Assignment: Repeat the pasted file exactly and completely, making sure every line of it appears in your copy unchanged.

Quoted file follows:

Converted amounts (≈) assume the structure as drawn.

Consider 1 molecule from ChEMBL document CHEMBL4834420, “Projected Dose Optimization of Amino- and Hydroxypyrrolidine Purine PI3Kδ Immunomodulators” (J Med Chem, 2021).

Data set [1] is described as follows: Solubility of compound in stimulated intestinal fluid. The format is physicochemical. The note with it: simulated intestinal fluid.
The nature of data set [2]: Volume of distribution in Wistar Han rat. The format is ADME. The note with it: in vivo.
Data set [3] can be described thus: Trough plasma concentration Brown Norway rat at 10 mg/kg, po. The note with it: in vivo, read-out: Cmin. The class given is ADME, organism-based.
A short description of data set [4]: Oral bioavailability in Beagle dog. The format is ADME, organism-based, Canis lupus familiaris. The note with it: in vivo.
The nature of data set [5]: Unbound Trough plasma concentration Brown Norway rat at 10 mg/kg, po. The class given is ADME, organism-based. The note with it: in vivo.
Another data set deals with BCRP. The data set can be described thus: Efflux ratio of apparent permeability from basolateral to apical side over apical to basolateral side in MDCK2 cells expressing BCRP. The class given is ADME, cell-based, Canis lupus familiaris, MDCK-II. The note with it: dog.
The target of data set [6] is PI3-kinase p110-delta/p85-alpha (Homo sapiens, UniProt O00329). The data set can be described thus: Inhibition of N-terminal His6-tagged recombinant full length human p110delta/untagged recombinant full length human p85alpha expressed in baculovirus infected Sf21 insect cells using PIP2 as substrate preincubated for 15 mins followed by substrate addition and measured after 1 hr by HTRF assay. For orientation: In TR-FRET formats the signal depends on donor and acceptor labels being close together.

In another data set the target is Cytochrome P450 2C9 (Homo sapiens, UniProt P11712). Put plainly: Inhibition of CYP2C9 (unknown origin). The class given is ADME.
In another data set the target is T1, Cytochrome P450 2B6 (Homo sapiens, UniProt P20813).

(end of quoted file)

Converted amounts (≈) assume the structure as drawn.

Consider 1 molecule from ChEMBL document CHEMBL4834420, “Projected Dose Optimization of Amino- and Hydroxypyrrolidine Purine PI3Kδ Immunomodulators” (J Med Chem, 2021).

Data set [1] is described as follows: Solubility of compound in stimulated intestinal fluid. The format is physicochemical. The note with it: simulated intestinal fluid.
The nature of data set [2]: Volume of distribution in Wistar Han rat. The format is ADME. The note with it: in vivo.
Data set [3] can be described thus: Trough plasma concentration Brown Norway rat at 10 mg/kg, po. The note with it: in vivo, read-out: Cmin. The class given is ADME, organism-based.
A short description of data set [4]: Oral bioavailability in Beagle dog. The format is ADME, organism-based, Canis lupus familiaris. The note with it: in vivo.
The nature of data set [5]: Unbound Trough plasma concentration Brown Norway rat at 10 mg/kg, po. The class given is ADME, organism-based. The note with it: in vivo.
Another data set deals with BCRP. The data set can be described thus: Efflux ratio of apparent permeability from basolateral to apical side over apical to basolateral side in MDCK2 cells expressing BCRP. The class given is ADME, cell-based, Canis lupus familiaris, MDCK-II. The note with it: dog.
The target of data set [6] is PI3-kinase p110-delta/p85-alpha (Homo sapiens, UniProt O00329). The data set can be described thus: Inhibition of N-terminal His6-tagged recombinant full length human p110delta/untagged recombinant full length human p85alpha expressed in baculovirus infected Sf21 insect cells using PIP2 as substrate preincubated for 15 mins followed by substrate addition and measured after 1 hr by HTRF assay. For orientation: In TR-FRET formats the signal depends on donor and acceptor labels being close together.

In another data set the target is Cytochrome P450 2C9 (Homo sapiens, UniProt P11712). Put plainly: Inhibition of CYP2C9 (unknown origin). The class given is ADME.
In another data set the target is T1, Cytochrome P450 2B6 (Homo sapiens, UniProt P20813).